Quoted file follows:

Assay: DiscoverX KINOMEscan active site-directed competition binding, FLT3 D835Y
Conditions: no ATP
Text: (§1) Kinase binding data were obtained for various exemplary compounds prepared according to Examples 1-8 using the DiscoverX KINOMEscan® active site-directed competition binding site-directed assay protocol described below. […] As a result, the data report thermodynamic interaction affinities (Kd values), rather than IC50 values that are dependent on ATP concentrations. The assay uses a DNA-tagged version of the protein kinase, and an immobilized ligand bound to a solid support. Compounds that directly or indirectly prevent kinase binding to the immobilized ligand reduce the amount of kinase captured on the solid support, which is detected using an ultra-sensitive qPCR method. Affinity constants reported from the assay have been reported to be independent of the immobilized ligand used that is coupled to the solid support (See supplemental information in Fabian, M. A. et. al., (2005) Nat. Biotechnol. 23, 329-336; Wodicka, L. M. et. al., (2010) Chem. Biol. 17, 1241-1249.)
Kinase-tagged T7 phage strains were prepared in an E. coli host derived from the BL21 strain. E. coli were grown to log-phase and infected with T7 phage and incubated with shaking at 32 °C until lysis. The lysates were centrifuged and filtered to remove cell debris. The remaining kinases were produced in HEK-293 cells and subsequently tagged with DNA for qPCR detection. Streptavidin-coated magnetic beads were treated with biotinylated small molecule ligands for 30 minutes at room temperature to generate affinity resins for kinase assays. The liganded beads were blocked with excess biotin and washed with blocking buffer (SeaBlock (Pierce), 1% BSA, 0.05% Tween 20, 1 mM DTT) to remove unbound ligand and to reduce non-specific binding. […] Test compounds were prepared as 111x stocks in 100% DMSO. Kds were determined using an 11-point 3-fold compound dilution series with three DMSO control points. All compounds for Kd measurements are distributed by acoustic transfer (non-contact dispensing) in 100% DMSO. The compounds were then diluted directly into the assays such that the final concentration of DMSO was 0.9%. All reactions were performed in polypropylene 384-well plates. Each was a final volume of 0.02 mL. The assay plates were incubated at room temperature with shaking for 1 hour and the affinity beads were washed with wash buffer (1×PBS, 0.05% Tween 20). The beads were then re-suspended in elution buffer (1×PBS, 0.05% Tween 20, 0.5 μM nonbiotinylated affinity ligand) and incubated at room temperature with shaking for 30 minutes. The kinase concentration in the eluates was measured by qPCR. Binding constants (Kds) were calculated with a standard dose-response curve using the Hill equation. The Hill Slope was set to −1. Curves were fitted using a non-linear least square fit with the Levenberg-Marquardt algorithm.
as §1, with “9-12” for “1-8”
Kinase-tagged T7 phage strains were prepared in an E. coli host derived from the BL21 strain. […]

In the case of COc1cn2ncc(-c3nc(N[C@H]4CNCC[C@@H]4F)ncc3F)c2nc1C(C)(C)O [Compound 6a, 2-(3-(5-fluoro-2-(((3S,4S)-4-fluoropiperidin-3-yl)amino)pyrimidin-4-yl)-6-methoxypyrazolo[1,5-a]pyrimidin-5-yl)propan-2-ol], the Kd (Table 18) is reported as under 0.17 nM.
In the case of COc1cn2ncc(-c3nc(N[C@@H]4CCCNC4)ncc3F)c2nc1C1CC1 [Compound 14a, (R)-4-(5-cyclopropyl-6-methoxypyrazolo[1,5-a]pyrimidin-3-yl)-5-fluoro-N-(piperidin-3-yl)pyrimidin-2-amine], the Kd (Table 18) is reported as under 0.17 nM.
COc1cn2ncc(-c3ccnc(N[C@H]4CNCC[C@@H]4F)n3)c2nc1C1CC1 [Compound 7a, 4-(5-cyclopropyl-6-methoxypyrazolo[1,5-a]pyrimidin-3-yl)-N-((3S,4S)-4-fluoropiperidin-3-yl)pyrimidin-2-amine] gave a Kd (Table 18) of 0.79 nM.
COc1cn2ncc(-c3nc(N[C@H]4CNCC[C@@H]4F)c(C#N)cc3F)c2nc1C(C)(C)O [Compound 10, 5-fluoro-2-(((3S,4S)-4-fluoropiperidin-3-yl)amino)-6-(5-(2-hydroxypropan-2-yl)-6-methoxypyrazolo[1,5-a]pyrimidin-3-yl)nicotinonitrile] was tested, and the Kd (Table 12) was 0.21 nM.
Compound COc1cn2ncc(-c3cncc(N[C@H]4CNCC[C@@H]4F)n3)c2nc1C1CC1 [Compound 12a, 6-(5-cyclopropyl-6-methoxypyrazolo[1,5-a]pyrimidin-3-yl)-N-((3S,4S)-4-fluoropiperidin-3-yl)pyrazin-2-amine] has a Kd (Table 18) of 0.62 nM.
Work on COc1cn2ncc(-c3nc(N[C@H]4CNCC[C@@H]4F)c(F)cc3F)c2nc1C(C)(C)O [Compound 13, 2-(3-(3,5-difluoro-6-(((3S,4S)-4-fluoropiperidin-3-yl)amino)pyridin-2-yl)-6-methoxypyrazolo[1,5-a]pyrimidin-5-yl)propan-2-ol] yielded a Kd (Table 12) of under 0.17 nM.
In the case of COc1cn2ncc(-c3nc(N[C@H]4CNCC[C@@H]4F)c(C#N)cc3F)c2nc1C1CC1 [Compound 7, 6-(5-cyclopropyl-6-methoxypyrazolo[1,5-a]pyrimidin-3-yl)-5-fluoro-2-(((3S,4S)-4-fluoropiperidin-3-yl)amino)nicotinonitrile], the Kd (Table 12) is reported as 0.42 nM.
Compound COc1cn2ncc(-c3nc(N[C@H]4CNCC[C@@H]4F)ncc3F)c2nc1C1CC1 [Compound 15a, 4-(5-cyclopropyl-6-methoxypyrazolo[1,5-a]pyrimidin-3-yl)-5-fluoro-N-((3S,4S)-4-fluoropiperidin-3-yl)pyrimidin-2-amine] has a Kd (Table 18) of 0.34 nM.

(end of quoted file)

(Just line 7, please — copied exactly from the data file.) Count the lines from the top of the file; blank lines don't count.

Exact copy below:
In the case of COc1cn2ncc(-c3nc(N[C@H]4CNCC[C@@H]4F)ncc3F)c2nc1C(C)(C)O [Compound 6a, 2-(3-(5-fluoro-2-(((3S,4S)-4-fluoropiperidin-3-yl)amino)pyrimidin-4-yl)-6-methoxypyrazolo[1,5-a]pyrimidin-5-yl)propan-2-ol], the Kd (Table 18) is reported as under 0.17 nM.